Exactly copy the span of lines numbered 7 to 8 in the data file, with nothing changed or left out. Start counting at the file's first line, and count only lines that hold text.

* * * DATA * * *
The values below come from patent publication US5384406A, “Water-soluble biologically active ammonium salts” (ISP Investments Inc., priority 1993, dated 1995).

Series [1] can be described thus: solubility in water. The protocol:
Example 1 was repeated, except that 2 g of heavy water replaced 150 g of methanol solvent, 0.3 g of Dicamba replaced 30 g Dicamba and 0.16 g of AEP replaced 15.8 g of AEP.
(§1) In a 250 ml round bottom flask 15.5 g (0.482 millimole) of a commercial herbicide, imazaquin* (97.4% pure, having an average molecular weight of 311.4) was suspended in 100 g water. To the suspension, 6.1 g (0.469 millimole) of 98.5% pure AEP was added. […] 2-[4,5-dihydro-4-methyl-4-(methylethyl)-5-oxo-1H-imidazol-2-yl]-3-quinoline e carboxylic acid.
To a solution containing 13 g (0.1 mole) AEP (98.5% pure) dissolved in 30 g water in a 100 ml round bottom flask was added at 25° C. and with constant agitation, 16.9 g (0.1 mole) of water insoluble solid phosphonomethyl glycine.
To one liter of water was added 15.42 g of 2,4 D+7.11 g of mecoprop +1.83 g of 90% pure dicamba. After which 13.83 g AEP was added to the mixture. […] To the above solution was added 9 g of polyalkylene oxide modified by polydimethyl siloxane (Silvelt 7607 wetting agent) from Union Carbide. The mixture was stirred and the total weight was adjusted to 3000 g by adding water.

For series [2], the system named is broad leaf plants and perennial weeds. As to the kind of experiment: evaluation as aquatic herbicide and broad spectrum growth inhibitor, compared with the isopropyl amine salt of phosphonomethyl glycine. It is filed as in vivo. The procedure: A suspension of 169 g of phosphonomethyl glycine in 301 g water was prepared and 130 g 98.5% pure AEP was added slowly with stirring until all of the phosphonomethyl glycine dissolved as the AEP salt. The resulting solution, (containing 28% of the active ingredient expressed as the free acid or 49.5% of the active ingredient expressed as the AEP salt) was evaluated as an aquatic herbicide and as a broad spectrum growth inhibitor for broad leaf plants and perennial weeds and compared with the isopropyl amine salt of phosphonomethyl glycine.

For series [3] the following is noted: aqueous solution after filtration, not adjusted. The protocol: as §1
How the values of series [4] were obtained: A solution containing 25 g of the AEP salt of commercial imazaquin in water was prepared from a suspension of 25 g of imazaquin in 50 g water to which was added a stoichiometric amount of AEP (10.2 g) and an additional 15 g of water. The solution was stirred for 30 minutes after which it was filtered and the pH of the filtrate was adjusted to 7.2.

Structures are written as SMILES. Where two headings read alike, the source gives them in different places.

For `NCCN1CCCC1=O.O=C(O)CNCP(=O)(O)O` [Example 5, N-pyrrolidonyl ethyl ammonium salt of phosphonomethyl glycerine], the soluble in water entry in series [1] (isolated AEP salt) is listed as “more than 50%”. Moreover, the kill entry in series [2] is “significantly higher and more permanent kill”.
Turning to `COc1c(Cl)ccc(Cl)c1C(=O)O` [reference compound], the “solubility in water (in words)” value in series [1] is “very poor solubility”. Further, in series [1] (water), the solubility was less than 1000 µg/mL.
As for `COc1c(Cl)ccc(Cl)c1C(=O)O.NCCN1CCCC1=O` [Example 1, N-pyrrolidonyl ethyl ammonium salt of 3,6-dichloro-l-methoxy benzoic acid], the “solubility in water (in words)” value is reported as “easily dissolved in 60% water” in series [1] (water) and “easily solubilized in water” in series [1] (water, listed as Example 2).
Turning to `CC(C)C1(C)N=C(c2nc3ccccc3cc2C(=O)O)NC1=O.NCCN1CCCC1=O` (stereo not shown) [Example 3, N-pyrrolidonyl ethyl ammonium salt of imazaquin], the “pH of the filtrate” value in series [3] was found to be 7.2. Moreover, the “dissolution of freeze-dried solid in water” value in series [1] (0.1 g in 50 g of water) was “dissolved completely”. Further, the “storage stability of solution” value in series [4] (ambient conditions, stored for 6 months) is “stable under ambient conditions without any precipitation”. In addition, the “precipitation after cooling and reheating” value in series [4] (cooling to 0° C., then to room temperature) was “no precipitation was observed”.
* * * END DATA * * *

For series [2], the system named is broad leaf plants and perennial weeds. As to the kind of experiment: evaluation as aquatic herbicide and broad spectrum growth inhibitor, compared with the isopropyl amine salt of phosphonomethyl glycine. It is filed as in vivo. The procedure: A suspension of 169 g of phosphonomethyl glycine in 301 g water was prepared and 130 g 98.5% pure AEP was added slowly with stirring until all of the phosphonomethyl glycine dissolved as the AEP salt. The resulting solution, (containing 28% of the active ingredient expressed as the free acid or 49.5% of the active ingredient expressed as the AEP salt) was evaluated as an aquatic herbicide and as a broad spectrum growth inhibitor for broad leaf plants and perennial weeds and compared with the isopropyl amine salt of phosphonomethyl glycine.

For series [3] the following is noted: aqueous solution after filtration, not adjusted. The protocol: as §1